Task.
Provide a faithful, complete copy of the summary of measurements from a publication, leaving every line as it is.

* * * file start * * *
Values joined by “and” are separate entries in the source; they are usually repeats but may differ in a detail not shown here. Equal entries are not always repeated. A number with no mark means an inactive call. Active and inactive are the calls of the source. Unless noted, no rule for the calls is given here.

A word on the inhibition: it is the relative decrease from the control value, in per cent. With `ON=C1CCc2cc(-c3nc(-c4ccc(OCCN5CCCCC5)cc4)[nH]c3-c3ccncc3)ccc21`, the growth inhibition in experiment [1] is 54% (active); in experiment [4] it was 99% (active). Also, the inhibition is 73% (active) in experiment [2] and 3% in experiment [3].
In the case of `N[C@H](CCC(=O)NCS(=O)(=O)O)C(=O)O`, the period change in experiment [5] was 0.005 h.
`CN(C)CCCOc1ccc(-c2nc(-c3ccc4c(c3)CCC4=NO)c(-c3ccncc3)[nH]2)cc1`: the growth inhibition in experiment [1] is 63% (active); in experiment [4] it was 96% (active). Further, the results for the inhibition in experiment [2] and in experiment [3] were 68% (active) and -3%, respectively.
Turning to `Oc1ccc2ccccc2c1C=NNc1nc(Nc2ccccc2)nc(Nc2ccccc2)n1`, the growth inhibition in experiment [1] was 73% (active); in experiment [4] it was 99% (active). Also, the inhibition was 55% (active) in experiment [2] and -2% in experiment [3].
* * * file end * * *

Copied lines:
Values joined by “and” are separate entries in the source; they are usually repeats but may differ in a detail not shown here. Equal entries are not always repeated. A number with no mark means an inactive call. Active and inactive are the calls of the source. Unless noted, no rule for the calls is given here.

A word on the inhibition: it is the relative decrease from the control value, in per cent. With `ON=C1CCc2cc(-c3nc(-c4ccc(OCCN5CCCCC5)cc4)[nH]c3-c3ccncc3)ccc21`, the growth inhibition in experiment [1] is 54% (active); in experiment [4] it was 99% (active). Also, the inhibition is 73% (active) in experiment [2] and 3% in experiment [3].
In the case of `N[C@H](CCC(=O)NCS(=O)(=O)O)C(=O)O`, the period change in experiment [5] was 0.005 h.
`CN(C)CCCOc1ccc(-c2nc(-c3ccc4c(c3)CCC4=NO)c(-c3ccncc3)[nH]2)cc1`: the growth inhibition in experiment [1] is 63% (active); in experiment [4] it was 96% (active). Further, the results for the inhibition in experiment [2] and in experiment [3] were 68% (active) and -3%, respectively.
Turning to `Oc1ccc2ccccc2c1C=NNc1nc(Nc2ccccc2)nc(Nc2ccccc2)n1`, the growth inhibition in experiment [1] was 73% (active); in experiment [4] it was 99% (active). Also, the inhibition was 55% (active) in experiment [2] and -2% in experiment [3].